By PATTY LOUISE / Through his career from sports editor to editor and publisher, Miller covered every beat at the paper. “Train derailments, crashes, tornadoes … One of the advantages of a small paper is you have a wide variety of news events you get to cover. A large daily gives a reporter just a narrow patch to learn.’’ Large daily newspapers, especially those owned by chains, have done more damage than anything else to journalism, Miller said. “Editors are in and out. Nobody puts down roots because they’re aiming for the next big jump. “The bottom line is all they care about. Hell, if I was interested in the bottom line I’d be in another line of business.’’
By PAT LOUISE / Twenty-nine years ago the Woodstock Sentinel, the daily newspaper in Woodstock, Illinois, merged with another daily, leaving the city of 25,000 an hour north of Chicago without its own newspaper. At the time, Cheryl Wormley and a friend worked for the local school district. Neither had any journalism experience. Still, they quit their jobs, took second mortgages on their homes and launched a weekly newspaper, the Woodstock Independent, in April 1987. Where a daily failed, a weekly succeeded. And across the country, the story of the Independent follows a pattern repeated by community weekly newspapers: They not only survive but thrive. While the constant retreat of large daily newspapers in coverage, content and circulation creates a belief that newspapers no longer matter and journalism is dying, community papers continue to be a solid presence in their communities.
There is a perverse appeal among journalists for exceptionally bad news, for the latest big scare story. Ferguson elevated to the status of media storm when the national media’s spotlight both validated the story’s importance and influenced the events. Local media can feel overwhelmed and a bit shocked by the sudden and intensive presence of out-of-town reporters and camera crews and producers, who sometimes run rather roughshod over local sensibilities.
BY PAT LOUISE / When former New York Times Executive Editor Abraham “A.M.” Rosenthal died in May 2006, his obituary lauded his numerous accomplishments during his 56 years at the newspaper. He had won a Pulitzer Prize for his reporting and led the paper through coverage of the Vietnam War and the Pentagon Papers. He also was credited as initiating the now industry standard practice of running corrections in a fixed spot for readers to find. The New York Times chose Page 2 for its corrections, and many newspapers followed. He and the Times began the practice in 1972.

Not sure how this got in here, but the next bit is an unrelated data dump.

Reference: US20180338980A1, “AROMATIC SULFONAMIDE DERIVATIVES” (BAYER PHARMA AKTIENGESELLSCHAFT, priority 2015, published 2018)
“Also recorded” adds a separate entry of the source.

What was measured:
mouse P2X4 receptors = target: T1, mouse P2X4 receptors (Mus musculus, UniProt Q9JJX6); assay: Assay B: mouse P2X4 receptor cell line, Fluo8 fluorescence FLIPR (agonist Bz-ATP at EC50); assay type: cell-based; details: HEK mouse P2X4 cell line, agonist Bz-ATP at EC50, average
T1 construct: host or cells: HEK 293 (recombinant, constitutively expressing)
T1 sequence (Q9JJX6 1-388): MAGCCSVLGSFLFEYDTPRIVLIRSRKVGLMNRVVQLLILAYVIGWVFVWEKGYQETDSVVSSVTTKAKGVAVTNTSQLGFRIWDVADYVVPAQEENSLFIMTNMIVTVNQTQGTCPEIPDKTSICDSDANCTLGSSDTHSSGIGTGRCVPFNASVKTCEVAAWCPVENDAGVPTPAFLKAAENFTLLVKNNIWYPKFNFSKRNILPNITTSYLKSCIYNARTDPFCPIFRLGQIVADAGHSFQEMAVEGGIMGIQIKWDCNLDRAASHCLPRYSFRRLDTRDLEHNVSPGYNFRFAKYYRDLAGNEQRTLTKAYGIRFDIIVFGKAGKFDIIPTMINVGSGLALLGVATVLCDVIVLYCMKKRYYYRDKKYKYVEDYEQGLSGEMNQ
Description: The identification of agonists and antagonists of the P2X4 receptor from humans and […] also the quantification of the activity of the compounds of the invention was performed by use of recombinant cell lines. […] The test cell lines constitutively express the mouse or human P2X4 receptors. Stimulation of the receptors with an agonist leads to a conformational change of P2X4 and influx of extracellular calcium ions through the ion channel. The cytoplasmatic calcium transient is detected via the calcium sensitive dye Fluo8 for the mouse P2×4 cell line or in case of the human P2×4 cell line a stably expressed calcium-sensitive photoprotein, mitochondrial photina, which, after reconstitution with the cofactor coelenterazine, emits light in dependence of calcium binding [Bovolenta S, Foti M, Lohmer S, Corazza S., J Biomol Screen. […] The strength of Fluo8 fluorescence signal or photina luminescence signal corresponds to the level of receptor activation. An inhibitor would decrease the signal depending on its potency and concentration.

by Patty Louise / When the NFL opened its season in early September, Denver Broncos quarterback Peyton Manning grabbed much of the attention when he guided his team to a win over Baltimore by throwing a record-tying seven touchdown passes. The next day, though, it was the Columbus (Ohio) Dispatch that captured headlines over its own headline about the game.
Fatal workplace violence incidents have their roots in 1986, when a series of shootings at post offices around the country spawned the phrase “going postal.” In this preview of a full story in the upcoming Gateway Journalism Review, writer Pat Louise highlights one such workplace violence incident that garnered national media attention.
Lord Alistair McAlpine endured eight days of being known throughout the United Kingdom as the man who sexually abused Steve Messham in North Wales several years ago, before the British Broadcasting Corp. investigative show “Newsnight” issued an apology to McAlpine. Former Syracuse University assistant basketball coach Bernie Fine’s own name-clearing one week ago came nowhere close to the attention given the accusations a year ago he sexually molested SU ball boys.
In May the owners of the award-winning New Orleans Times-Picayune announced they were redefining the way newspapers transitioned into the next life. Rather than die a slow and (to the Newhouse family) costly death, the T-P — which actually still made money as a newspaper — would instead commit print suicide by putting a newspaper in subscribers’ mailboxes just three days a week.